You could be forgiven for believing that Tom Rucker, a maker whose white, immaculate workspace more closely resembles the cockpit of a spaceship than a jeweller’s workshop, who in some circles is known as Mr Laser and whose work bears titles such as ‘Geo Galactica’ was a visitor from another planet.

Writing in the 2009/2010 issue of the Goldsmiths Review, journalist Sally Dodson described Munich-born master goldsmith Tom Rucker as having, ‘crash-landed on the London jewellery scene like an alien spaceship bringing new forms and a strange technology.”

Tom describes his own making process as sitting in a small, dark room which has to be, for health and safety reasons, entirely isolated from the outside, staring through a microscope and firing repeated laser shots into a micro-cosmos of geodesic structures. In fact, Tom has a passionate and very human approach to his work. “Despite my interest in and use of state of the art laser welding technology,

I am very much an old school designer and maker and a strong believer in handmade jewellery.” Inspired by the light but incredibly strong structures found in architecture and aeronautics, the many joints in Tom’s highly intricate pieces are so fine that each piece has to be constructed under a microscope.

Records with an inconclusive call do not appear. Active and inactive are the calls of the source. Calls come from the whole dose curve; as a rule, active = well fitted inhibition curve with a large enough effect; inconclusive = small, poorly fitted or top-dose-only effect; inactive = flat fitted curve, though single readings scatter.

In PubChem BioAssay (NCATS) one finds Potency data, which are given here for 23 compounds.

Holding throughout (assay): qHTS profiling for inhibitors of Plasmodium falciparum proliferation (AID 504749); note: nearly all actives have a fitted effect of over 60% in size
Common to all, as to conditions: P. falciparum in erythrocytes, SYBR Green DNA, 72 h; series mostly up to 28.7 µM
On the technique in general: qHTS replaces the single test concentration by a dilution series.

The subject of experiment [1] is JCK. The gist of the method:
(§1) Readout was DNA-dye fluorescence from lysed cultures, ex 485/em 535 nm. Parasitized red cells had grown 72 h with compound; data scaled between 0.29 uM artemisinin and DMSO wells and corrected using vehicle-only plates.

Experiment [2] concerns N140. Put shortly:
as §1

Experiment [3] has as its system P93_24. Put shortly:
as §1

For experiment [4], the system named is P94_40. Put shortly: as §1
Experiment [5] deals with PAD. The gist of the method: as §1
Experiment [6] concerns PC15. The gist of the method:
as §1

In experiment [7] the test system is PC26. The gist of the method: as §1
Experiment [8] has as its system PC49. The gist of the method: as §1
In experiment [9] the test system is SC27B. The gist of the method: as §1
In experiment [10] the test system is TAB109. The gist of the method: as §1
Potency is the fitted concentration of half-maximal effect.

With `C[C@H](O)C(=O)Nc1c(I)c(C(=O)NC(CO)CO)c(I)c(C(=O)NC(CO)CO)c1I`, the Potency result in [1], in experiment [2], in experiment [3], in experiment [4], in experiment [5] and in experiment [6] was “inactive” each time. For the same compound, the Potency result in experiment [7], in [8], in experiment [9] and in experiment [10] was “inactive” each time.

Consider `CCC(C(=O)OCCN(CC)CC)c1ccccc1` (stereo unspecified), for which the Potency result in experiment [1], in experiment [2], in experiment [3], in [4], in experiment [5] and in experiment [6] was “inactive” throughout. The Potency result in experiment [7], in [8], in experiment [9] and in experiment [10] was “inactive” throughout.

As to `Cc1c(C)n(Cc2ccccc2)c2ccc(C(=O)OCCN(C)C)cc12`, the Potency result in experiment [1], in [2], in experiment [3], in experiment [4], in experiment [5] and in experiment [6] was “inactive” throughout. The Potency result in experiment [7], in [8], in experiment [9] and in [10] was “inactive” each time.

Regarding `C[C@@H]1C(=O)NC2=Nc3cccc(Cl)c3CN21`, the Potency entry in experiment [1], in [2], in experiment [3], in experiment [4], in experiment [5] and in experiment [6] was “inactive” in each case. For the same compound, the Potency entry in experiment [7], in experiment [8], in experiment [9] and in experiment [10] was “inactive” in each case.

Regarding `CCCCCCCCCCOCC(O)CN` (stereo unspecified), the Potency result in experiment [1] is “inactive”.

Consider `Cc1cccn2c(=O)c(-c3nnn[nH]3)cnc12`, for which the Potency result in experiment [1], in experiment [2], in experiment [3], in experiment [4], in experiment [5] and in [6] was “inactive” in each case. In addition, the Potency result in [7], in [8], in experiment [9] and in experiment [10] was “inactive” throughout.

Widely acknowledged to be the leading authority on creative laser welding applications, Tom introduced the laser spot welding of platinum to the UK in 1997, working closely with laser welding suppliers to adapt the technology for the UK jewellery industry. Most of his pieces have more than 10,000 single laser spots, with some containing up to two million single laser spots.

Tom_Rucker laser jewellery maker
Tom Rucker laser jewellery
Tom_Rucker laser jewellery pieces

“Despite my interest in and use of state of the art laser welding technology, I am very much an old school designer and maker and a strong believer in handmade jewellery.”

The highly polished structure reflects light from any source at hundreds of different angles, comparable with the brilliant reflection of a diamond and creates a fantastic three-dimensional light effect.

Platinum is central to Tom’s work and recently his experimentation with producing colour in platinum has paid off. The details of these experiments are, needless to say, top secret but what he can divulge is that he is now able to ‘influence’ the colour of this famously white metal.

“This is a huge and very exciting step for me,” says Tom, describing the unique effect of these colour experiments, “It isn’t a coating. It’s still a metallic surface – a colour with lustre.”

His most recent work features brilliant pinks and bright blues that are entirely unexpected in the context of platinum, unless provided by an accompanying gemstone. The eye-watering precision, hard-earned technical skill and ceaselessly innovative approach to making that characterise his work will no doubt serve Mr Laser well on this enterprising, new voyage.

Leave a Reply